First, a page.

Privileges were granted to the printers, not the authors/composers, who usually got none of the profits of sales. In fact copyright laws were created because of this very fact, in the 18th century. Pirated copies of course included the privilege page and the name of the authorized publisher - think about xeroxing a book and selling it as the authorized copy... It's a fascinating history with many twists that has been going on for as long as publishing has been in existence. In 16th century England, the King's printers were French, and pirated copies of official documents by English printers were common and an act of patriotism ... - Authors relied on subscriptions and patronage to publish their works, or just plain old vanity publishing at their own cost. If I remember correctly, very few pieces published with an attribution to Henry Purcell were actually by that composer: pieces with his name on them sold better than those attributed to Anonymous. In other words, authors and composers had  little to zero control over their works. Yet, without unauthorized manuscript copies and piracies, we would know very little about the lute repertoire of the time, so perhaps we should be thankful to those early hackers...

But I think it is wrong to talk about copyright before 1710. Publishers made good use of the public domain as soon as they could, 75 years after the first copyright law, with large collections of the "Classics of English literature" by Swift, Pope, Defoe etc. that fell out of copyright at that time. Funnily enough at about the same time as we start talking about "Classical music", although "old fashioned" music was less susceptible to be reprinted - at least for a while longer than literature.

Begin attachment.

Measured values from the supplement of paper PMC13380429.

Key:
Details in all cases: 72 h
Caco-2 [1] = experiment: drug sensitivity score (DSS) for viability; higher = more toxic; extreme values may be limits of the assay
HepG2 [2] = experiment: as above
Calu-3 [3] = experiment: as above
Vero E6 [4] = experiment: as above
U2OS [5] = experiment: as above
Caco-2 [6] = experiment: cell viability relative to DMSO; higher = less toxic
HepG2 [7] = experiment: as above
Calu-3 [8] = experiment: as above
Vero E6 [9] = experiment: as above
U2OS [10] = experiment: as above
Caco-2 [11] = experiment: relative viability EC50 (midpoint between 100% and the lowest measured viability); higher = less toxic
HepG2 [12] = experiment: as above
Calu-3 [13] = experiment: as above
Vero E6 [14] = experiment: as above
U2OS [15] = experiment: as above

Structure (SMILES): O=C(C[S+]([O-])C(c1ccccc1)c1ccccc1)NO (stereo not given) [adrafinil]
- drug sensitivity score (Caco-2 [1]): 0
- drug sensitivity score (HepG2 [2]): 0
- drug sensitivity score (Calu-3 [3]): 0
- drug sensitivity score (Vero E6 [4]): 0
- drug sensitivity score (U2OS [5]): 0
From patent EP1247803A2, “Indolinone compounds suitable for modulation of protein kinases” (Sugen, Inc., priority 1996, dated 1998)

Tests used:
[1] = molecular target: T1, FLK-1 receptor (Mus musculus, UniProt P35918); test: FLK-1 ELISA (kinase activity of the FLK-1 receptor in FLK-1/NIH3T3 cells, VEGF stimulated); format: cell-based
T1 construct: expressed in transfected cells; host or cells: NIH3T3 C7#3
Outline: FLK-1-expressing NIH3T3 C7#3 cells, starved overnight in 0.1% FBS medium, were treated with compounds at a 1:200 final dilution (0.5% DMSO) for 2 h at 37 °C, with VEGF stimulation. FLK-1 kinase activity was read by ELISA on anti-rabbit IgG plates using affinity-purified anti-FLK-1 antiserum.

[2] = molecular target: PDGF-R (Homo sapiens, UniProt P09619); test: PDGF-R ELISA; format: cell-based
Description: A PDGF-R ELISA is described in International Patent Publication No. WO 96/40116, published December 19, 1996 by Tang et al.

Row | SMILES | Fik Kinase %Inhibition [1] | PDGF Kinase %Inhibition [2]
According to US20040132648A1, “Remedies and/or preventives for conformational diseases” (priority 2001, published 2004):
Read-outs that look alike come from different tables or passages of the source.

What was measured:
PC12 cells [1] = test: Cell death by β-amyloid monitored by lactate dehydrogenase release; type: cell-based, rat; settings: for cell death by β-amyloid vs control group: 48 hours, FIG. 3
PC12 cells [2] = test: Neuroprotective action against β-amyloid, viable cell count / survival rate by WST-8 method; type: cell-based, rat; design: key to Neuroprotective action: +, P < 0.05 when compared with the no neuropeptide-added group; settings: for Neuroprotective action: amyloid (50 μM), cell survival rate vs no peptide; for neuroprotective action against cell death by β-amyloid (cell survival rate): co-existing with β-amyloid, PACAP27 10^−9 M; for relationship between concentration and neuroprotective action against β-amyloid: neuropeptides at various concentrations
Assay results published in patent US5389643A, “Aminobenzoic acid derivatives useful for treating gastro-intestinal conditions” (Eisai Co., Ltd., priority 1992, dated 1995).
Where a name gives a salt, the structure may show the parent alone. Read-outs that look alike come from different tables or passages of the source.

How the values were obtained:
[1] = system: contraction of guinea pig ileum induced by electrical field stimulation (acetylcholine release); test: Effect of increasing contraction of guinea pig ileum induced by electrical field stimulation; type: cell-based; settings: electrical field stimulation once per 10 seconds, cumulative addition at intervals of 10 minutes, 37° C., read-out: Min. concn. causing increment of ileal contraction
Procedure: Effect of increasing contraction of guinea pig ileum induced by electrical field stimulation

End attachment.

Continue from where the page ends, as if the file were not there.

On 02/21/2018 02:39 AM, G. C. wrote:
    ---------- Forwarded message ----------
    From: G. C. <[1]>
    Date: Wed, Feb 21, 2018 at 11:26 AM
    Subject: Re: [LUTE] Re: Francesco or da Crema
    To: Alain Veylit <[2]>
    When you read the foreword of old prints, there is often a line about
    "a five year copyright by royal decree", already in the early vihuela
    books. And what about 1536, when the Gardano (?) copyright ended and a
    deluge of prints ensued. And that was more like really having
    monopolized the market for a very long time! But plagiarism and
    copyright are 2 different things. No doubt, there was a lot of "common"
    material, runs, chord changes, modulations, counterpoint, etc. which
    could be put in here and there where convenient without being
    considered plagiarism. Quotes of "Susanne un jour" seem to have been
    especially popular! (See f. ex. Ness #83)
    And in this context, was Phalese really "pirating" (which has been
    generally claimed), or just printing works which had ceased to be in "a
    five year copyright by royal decree" or some such formulation?


    On Wed, Feb 21, 2018 at 5:30 AM, Alain Veylit
    <[3]> wrote:
    If I remember correctly the first copyright law appeared in England ca.
    1714. Pirated editions made the bread and butter of many printers
    before then. But, it is only when copyrights were in force that authors
    started to make a living out of their published works. Before that it
    was a system of sponsorship and patronage (cf the lavish dedications in
    most works of the 16th and 17th century). On a somewhat ironic note,
    Alexander is supposed to have met secretly with the publisher who had
    systematically pirated his editions, to provide him with a "stolen"
    copy of his own forthcoming poetry. Being pirated was good publicity.
    Dowland bitched quite a bit about incorrect versions of his pieces
    being in circulation, but I don't think this really affected his bottom
    line. I can be wrong.




To get on or off this list see list information at

Reply via email to